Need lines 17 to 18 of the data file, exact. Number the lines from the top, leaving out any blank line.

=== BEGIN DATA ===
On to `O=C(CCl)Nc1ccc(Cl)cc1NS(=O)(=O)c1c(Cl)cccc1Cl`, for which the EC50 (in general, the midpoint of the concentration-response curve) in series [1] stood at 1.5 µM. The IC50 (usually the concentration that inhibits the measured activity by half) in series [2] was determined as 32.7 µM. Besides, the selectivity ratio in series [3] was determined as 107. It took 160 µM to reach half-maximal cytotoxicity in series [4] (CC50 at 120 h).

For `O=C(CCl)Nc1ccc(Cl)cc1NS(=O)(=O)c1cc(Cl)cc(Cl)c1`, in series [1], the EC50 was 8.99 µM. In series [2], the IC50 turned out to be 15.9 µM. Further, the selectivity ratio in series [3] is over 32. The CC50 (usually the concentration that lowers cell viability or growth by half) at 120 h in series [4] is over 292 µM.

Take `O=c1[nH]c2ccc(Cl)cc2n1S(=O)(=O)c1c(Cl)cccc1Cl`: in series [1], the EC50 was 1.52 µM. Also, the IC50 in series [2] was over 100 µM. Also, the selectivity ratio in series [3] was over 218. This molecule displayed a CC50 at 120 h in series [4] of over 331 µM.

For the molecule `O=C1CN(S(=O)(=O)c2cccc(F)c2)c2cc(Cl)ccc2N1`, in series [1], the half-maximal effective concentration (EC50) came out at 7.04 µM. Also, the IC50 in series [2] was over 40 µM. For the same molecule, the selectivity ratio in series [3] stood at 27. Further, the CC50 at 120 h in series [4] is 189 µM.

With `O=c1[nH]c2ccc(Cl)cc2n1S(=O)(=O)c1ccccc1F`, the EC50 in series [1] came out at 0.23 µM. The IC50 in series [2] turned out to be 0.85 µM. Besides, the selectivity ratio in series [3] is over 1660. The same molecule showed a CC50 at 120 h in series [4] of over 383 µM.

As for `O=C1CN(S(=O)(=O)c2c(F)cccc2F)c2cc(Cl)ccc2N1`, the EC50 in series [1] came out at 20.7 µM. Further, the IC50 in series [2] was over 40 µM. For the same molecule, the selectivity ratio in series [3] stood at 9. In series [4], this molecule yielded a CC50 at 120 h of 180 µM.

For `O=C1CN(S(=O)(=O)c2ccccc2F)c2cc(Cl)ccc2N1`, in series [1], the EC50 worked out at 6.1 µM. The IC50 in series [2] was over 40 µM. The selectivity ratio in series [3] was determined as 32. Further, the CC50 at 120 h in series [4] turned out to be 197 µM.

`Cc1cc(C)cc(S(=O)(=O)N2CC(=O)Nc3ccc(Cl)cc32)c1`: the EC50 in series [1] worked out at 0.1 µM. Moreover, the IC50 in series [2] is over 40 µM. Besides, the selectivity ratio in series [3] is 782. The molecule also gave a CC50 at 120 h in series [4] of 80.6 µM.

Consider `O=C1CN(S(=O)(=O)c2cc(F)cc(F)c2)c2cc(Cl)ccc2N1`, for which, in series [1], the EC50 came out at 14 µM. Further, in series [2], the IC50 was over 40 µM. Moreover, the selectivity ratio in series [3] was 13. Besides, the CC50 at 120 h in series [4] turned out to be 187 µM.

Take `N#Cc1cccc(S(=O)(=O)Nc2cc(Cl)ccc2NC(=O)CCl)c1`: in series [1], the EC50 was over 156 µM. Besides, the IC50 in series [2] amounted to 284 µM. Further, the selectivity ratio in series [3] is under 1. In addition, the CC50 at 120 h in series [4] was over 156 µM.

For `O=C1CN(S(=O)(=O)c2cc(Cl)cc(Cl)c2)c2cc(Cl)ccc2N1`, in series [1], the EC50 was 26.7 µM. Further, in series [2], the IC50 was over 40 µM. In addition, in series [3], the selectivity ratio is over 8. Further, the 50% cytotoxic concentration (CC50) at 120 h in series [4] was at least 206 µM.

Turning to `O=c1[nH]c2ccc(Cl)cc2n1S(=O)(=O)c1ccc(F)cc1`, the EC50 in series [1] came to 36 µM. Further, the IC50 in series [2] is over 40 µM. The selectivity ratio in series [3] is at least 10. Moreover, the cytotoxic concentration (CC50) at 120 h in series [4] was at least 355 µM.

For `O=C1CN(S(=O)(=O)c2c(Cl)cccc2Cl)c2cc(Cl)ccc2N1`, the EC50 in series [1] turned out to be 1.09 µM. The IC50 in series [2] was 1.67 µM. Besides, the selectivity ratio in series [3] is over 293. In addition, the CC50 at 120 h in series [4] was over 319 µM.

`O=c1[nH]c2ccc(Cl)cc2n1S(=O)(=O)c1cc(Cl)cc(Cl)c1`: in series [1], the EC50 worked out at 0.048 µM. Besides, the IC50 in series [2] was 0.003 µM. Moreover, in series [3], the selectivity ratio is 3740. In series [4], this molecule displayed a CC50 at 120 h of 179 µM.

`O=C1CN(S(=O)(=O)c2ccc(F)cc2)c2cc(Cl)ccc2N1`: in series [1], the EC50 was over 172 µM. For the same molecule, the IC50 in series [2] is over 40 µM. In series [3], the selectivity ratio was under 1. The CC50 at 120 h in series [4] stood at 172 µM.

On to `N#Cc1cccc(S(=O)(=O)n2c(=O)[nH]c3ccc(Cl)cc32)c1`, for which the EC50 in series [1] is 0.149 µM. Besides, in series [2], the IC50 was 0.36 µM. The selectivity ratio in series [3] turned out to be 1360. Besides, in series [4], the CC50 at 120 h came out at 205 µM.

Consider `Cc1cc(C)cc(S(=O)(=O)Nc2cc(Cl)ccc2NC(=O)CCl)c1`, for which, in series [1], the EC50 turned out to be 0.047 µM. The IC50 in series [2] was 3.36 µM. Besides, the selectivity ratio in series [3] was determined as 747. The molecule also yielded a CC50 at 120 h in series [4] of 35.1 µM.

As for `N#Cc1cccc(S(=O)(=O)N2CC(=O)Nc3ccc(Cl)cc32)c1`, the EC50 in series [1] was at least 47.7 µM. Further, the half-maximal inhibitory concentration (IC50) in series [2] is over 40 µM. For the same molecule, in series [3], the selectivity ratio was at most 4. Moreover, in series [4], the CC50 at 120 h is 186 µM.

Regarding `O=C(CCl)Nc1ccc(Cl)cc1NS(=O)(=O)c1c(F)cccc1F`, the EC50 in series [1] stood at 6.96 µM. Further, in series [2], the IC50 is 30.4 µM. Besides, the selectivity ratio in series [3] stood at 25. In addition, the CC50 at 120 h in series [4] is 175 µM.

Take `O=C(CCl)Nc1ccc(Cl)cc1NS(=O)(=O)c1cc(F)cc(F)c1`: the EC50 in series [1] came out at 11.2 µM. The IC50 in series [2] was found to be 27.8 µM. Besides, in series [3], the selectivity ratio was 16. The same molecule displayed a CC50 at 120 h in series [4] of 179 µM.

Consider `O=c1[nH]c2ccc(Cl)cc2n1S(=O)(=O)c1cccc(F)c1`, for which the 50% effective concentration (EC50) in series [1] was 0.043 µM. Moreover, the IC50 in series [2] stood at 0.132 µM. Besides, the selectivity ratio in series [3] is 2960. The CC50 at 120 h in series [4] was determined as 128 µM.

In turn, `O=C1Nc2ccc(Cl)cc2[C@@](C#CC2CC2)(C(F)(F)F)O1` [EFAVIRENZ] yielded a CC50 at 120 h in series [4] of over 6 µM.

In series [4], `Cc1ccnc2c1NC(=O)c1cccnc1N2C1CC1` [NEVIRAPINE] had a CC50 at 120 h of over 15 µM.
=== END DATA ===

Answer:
Consider `Cc1cc(C)cc(S(=O)(=O)Nc2cc(Cl)ccc2NC(=O)CCl)c1`, for which, in series [1], the EC50 turned out to be 0.047 µM. The IC50 in series [2] was 3.36 µM. Besides, the selectivity ratio in series [3] was determined as 747. The molecule also yielded a CC50 at 120 h in series [4] of 35.1 µM.

As for `N#Cc1cccc(S(=O)(=O)N2CC(=O)Nc3ccc(Cl)cc32)c1`, the EC50 in series [1] was at least 47.7 µM. Further, the half-maximal inhibitory concentration (IC50) in series [2] is over 40 µM. For the same molecule, in series [3], the selectivity ratio was at most 4. Moreover, in series [4], the CC50 at 120 h is 186 µM.